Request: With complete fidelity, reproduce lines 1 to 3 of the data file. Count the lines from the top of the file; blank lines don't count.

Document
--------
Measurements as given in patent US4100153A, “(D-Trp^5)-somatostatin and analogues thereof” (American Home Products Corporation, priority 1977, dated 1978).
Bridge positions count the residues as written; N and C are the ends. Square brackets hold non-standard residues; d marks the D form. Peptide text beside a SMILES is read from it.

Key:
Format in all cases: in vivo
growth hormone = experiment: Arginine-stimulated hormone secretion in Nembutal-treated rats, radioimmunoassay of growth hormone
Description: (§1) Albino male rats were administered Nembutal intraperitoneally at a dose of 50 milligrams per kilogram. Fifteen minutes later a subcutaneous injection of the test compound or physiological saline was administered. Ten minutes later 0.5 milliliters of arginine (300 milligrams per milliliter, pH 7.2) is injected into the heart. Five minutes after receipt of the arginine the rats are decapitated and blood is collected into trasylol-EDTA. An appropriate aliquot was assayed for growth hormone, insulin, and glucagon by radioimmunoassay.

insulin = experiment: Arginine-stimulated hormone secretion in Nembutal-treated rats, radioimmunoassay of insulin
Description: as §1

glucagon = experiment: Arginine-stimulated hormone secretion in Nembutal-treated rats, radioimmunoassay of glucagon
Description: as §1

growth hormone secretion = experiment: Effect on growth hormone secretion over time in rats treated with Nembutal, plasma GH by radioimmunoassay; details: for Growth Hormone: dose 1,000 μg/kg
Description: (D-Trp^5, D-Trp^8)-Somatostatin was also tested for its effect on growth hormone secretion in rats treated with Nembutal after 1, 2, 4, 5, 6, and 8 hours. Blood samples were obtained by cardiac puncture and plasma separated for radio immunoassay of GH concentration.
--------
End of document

Measurements as given in patent US4100153A, “(D-Trp^5)-somatostatin and analogues thereof” (American Home Products Corporation, priority 1977, dated 1978).
Bridge positions count the residues as written; N and C are the ends. Square brackets hold non-standard residues; d marks the D form. Peptide text beside a SMILES is read from it.

Key: